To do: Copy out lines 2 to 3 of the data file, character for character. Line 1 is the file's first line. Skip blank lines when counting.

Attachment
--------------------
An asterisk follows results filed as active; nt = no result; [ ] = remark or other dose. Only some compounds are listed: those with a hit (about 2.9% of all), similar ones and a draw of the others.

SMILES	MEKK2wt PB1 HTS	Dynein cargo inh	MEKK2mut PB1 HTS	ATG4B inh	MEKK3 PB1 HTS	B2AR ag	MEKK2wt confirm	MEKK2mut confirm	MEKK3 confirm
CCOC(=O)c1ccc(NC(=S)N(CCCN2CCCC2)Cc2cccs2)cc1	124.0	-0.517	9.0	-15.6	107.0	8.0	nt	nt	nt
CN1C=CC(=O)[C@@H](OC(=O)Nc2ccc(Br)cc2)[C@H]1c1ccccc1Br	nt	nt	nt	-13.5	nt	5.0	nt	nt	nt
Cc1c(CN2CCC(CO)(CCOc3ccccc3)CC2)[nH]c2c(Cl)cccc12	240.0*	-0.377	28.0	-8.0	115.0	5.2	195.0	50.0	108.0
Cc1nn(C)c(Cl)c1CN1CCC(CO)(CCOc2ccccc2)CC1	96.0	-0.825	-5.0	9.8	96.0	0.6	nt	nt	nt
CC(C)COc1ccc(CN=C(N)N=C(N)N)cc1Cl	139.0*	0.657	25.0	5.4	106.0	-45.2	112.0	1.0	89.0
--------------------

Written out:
SMILES	MEKK2wt PB1 HTS	Dynein cargo inh	MEKK2mut PB1 HTS	ATG4B inh	MEKK3 PB1 HTS	B2AR ag	MEKK2wt confirm	MEKK2mut confirm	MEKK3 confirm
CCOC(=O)c1ccc(NC(=S)N(CCCN2CCCC2)Cc2cccs2)cc1	124.0	-0.517	9.0	-15.6	107.0	8.0	nt	nt	nt